Beyond the Valley of the Dolls (1970)

Beyond the Valley of the Dolls (1970), produced and directed by Russ Meyer.

Screenplay by Roger Ebert. I knew it by reputation but had never seen it before.

Unreviewable, but hard to stop watching. I'd class it with other 60s satirical freakout films like:

This is vastly more ambitious than those, a pioneering soft porn studio film starring the most gorgeous women, several former Playboy centerfolds. Featuring their boobs. Everyone says Russ Meyer was some sort of mad genius obsessed with big boobs. The women didn't seem to mind; he made them feel like princesses.

It started as a sequel to Valley of the Dolls and Jacqueline Susan submitted two screenplays that Fox didn't like. So they let in two outsiders and the inmates ran the asylum just this once; studio budget and resources without interference.

Meyer and Ebert quickly decided to do a satire, but that obviously got away from them. This isn't a send up of Hollywood or rock music or fashion. It is more like a exploitation film self-mocking exploitation films and every bit of bad fiction and screenwriting they could find.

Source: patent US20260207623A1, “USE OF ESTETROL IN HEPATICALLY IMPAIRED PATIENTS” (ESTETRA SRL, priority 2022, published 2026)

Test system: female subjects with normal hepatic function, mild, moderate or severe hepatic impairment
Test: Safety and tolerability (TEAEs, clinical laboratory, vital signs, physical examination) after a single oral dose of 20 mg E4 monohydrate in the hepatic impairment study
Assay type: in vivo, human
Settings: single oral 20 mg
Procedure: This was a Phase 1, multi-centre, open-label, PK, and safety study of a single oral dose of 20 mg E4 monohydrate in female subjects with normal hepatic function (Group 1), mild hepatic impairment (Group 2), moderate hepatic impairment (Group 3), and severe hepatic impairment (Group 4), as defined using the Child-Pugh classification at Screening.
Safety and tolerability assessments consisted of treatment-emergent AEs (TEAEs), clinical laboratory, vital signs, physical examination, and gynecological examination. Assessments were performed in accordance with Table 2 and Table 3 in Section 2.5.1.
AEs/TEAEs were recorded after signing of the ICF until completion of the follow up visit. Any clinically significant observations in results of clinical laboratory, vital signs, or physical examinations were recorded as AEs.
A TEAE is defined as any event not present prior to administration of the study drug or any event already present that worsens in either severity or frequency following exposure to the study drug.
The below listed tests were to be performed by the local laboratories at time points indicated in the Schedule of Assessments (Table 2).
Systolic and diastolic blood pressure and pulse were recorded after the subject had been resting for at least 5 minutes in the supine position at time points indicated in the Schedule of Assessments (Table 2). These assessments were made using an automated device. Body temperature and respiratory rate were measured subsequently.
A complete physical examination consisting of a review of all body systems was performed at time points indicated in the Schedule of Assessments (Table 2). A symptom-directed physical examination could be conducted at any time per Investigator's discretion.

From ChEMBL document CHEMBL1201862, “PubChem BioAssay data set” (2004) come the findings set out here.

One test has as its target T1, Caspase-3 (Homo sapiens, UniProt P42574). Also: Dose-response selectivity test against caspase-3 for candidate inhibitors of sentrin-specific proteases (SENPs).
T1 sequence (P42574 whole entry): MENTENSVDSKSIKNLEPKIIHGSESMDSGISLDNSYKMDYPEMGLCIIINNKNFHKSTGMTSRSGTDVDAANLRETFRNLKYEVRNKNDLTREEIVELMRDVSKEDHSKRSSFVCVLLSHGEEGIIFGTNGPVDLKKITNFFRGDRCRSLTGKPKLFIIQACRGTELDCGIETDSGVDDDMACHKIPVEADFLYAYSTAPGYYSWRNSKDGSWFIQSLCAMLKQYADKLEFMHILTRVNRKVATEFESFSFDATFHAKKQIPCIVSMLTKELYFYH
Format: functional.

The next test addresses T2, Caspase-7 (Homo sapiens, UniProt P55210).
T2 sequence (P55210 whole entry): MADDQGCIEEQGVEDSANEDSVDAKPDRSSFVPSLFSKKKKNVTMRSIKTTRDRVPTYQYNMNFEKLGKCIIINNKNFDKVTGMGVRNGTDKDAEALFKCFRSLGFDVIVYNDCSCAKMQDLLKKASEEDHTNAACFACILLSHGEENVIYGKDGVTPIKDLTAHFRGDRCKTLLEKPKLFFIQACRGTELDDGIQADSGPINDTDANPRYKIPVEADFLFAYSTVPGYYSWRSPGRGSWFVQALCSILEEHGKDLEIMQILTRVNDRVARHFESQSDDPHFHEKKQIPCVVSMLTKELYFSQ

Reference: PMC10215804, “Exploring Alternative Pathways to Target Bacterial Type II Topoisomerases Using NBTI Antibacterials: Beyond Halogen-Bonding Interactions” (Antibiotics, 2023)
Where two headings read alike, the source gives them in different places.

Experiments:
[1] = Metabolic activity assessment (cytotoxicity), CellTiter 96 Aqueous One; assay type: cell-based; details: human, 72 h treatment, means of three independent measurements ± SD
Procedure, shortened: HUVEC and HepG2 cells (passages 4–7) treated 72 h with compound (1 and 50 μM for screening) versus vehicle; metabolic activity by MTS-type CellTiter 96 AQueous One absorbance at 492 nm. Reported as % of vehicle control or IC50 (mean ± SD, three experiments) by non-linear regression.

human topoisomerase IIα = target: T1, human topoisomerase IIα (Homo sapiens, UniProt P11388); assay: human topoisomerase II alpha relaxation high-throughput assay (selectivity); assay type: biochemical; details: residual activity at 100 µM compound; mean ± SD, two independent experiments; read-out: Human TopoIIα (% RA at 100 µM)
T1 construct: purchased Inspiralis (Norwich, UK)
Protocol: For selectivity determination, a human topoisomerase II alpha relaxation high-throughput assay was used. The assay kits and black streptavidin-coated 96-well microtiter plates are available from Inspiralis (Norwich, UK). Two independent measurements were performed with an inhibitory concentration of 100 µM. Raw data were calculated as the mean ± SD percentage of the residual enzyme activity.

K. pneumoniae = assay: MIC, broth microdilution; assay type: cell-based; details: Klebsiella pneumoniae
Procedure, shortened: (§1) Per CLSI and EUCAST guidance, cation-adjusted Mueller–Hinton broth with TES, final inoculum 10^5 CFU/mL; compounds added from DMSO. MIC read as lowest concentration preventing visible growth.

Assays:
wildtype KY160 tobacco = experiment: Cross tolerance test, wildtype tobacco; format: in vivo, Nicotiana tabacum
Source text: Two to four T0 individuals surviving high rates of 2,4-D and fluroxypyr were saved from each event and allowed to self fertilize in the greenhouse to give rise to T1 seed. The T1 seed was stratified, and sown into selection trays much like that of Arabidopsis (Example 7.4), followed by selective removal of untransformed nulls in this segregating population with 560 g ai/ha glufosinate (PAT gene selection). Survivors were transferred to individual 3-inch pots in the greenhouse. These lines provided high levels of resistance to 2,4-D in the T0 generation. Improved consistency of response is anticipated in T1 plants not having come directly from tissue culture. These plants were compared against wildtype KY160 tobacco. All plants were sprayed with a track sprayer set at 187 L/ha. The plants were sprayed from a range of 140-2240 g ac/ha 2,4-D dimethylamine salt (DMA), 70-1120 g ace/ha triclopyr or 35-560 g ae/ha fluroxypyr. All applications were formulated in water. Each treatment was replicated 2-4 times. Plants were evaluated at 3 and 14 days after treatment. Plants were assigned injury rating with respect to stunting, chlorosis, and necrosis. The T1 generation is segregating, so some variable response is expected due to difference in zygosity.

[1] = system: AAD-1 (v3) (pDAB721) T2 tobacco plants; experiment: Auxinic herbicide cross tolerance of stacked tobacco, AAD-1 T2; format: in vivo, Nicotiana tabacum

As in all Meyer productions the woman dominate. It is ahead of its time in featuring both straight and gay sex scenes and for having solid roles for black actors.

Of the huge cast, mobs of people in practically non-stop sex parties, I recognized only two actors: Charles Napier and Don White.

Practically a musical. Strawberry Alarm Clock appears as themselves.

The fun and games turn into a blood bath in the final moments. Note an oddly prophetic aspect: the character of Ronnie 'Z-Man' Barzell was inspired by Phil Spectre and he murdered actress Lana Clarkson at his house 33 years later. She was shot in the mouth just as happens in the movie.

Ebert stresses that neither he nor Meyer knew Spectre and that all of their satire just came out of their own imaginations, not from any direct experience with their targets.

Criterion Blu-ray with two commentary tracks and many extras. Lovely image.

Roger Ebert does the first commentary. He is lavish in his praise of Russ Meyer, a 30-year friend. Although obsessed with boobs, he was more interested in comedy and satire than actual eroticism. He did not do hardcore because he didn't want to partner with the Mob. (That might be a joke). He was respectful toward his people: none of that casting-couch business. He ran his sets like a military operation, with no screwing around. In every sense of the word.

Several cast members gather for the second commentary. They're having a great time but it is chaotic and low-density for the rest of us.

For the thumbnails I just picked 7 random non-nude images. There is no way to give an adequate overview of something like this.